rebuttals

3 – Rebuttals in Public Forum Debate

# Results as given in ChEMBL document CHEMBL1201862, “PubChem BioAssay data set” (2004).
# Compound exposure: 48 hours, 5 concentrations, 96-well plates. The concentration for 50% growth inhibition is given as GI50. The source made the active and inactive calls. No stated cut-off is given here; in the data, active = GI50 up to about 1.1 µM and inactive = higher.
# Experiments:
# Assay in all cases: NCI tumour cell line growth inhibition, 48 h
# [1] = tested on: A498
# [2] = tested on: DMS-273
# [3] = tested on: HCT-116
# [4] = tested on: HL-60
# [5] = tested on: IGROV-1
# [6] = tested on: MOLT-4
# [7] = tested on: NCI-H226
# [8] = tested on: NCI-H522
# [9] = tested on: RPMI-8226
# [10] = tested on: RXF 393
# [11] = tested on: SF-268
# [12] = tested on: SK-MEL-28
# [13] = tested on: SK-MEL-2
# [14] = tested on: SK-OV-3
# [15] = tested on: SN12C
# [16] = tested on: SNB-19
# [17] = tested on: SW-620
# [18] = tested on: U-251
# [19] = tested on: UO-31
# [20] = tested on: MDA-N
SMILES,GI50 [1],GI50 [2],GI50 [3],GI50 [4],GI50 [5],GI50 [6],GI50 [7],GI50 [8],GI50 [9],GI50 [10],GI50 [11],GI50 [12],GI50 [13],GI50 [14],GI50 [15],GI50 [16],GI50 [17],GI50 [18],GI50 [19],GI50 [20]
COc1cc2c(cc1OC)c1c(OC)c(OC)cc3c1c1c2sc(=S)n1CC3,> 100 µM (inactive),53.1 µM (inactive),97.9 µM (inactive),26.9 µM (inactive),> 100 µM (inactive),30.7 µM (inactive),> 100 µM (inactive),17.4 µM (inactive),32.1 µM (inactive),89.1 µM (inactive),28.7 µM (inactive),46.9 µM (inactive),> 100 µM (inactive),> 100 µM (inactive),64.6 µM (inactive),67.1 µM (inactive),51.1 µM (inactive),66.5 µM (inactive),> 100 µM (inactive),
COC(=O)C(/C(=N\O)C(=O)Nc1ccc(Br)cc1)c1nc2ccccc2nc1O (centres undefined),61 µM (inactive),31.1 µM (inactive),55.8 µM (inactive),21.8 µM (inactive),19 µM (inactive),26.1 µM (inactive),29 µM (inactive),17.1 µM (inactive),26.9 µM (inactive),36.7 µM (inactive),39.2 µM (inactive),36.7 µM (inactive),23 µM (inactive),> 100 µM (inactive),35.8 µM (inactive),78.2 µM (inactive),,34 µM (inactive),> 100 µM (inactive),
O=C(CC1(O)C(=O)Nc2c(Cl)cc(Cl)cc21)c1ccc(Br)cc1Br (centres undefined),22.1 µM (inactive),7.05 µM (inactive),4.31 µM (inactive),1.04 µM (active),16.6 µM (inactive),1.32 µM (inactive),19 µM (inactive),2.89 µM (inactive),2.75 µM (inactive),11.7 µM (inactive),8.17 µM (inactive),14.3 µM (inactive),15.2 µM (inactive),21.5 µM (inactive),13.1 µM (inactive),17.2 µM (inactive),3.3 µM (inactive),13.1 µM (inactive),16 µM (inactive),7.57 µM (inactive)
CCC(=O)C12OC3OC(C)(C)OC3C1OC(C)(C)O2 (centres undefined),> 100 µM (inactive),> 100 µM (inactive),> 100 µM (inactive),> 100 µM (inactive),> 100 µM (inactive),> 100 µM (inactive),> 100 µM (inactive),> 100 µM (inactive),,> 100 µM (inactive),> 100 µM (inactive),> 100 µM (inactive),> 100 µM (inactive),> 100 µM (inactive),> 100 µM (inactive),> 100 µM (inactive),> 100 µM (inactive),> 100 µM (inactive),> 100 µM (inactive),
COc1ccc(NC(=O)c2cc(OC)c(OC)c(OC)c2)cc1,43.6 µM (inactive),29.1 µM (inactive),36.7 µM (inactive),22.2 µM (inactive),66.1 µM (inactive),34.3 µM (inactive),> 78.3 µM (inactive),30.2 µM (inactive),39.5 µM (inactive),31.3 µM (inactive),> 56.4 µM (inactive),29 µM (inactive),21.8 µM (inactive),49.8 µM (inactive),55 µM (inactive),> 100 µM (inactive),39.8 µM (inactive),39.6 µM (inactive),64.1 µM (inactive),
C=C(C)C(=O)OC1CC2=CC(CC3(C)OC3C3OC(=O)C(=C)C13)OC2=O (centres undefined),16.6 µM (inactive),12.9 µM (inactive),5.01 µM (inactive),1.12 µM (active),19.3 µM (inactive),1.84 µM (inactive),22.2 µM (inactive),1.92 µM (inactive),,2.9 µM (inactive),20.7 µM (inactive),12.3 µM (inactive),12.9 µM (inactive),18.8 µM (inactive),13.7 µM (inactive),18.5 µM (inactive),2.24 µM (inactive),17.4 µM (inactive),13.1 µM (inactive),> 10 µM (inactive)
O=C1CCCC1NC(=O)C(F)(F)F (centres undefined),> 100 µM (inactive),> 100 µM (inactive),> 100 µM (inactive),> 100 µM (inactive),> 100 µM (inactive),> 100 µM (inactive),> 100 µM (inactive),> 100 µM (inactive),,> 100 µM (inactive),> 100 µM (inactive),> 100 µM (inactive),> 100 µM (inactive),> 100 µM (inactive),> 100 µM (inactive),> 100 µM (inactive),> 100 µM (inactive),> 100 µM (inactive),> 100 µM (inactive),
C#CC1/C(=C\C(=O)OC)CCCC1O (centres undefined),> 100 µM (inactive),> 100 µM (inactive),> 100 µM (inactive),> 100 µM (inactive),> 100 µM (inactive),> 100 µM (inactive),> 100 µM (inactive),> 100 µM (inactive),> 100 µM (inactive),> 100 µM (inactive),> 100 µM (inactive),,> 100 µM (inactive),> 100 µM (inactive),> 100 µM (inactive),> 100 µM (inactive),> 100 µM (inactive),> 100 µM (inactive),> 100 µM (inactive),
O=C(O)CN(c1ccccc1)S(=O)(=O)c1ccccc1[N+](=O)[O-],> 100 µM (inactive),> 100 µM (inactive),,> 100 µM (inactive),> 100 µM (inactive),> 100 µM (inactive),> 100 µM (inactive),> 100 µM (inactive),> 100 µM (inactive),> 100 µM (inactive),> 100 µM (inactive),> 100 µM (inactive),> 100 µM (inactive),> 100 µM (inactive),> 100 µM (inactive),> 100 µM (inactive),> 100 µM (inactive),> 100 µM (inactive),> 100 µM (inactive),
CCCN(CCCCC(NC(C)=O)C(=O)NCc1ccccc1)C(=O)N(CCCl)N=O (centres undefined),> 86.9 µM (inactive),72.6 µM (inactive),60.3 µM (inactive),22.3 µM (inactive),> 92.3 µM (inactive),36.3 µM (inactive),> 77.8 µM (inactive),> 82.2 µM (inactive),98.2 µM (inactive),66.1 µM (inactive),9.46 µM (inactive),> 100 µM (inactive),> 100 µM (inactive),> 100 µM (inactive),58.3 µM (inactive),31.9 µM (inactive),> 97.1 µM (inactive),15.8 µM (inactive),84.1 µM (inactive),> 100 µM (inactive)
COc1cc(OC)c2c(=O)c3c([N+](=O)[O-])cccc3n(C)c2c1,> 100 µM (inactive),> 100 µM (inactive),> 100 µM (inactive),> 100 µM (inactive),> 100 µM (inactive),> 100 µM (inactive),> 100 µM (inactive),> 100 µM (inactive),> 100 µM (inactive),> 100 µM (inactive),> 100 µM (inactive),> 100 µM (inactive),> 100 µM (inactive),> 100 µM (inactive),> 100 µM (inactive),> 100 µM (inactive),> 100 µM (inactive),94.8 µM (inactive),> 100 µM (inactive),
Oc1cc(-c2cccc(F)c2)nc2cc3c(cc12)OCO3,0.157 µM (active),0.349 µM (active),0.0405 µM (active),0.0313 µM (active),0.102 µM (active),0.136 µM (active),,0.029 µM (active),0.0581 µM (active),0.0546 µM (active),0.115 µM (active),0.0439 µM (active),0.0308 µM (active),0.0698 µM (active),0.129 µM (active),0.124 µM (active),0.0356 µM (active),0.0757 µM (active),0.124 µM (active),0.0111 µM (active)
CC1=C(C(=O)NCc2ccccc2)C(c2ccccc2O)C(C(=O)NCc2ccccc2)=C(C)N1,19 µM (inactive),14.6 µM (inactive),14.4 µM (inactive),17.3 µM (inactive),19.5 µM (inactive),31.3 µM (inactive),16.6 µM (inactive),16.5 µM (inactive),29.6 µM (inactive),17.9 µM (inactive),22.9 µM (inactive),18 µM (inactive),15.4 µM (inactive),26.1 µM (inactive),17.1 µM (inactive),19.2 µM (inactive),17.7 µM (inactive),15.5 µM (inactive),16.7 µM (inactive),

Introduction The second speech that each team delivers in a Public Forum debate is the Rebuttal, which is how the one side refutes the other side’s Constructive. For new debaters, this is often the most difficult speech, as they need to be able to come up with arguments to what they other side says. Constructive speeches are written out, and later speeches (Summary, Final Focus) use content from early speeches, leaving the Rebuttal as the speech where debaters need to create content “on the fly” against what the other side says. Preparing the Rebuttal There are two important tasks a debater must complete in order to deliver a strong Rebuttal. Prepare in advance. Even the most advanced debaters are not going to be able to think of all the answers they need on the fly; they are going to have to prepare a set of arguments against arguments they can predict the other side making in advance. How do they do this? There are a number of ways. They should start by writing briefs that include responses to arguments that they make in their own Constructive speeches. They should also write out answers to arguments they have brainstormed, that are available in evidence briefs that are sold, and against arguments they hear about at tournaments. If debaters have blocks/briefs prepared against all of those arguments (we will talk about how to do that in other essays) they will be able to use a minimal amount of preparation time responding to the arguments they are hearing for the first time in their debates. Flow. We will discuss flowing in another essay, but the basic idea of flowing is to take notes on the arguments your opponent is making in the debate. If you flow, you will have a good list of the other side’s arguments and you will be able to be sure you address them all. Organizing The Rebuttal The Rebuttal should be directed against the previous constructive. That sounds obvious, but I’ve seen debates where the second Rebuttalist directed at least the majority of their rebuttal against the first Rebuttalist. While it may be wise to spend some time answering some of the first Rebuttal if there is time at the end of the speech, and if responding to some of the Constructive arguments are likely to take more time than what is available in the Summary (the speeches that follow the Rebuttal), the Rebuttal should primarily be directed at the other side’s constructive speech. There are two different approaches to organizing the Rebuttal speech. The first approach is to simply go point by point through the arguments made in the Constructive speech (hopefully in order). This is certainly one way to be an effective Rebuttal speaker, but another more efficient way is to group the major arguments, usually by Contention or advantage/disadvantage. For example, if the Pro has two primary arguments in support of the claim that missile defense is in North Korea’s best interest, the Rebuttal speaker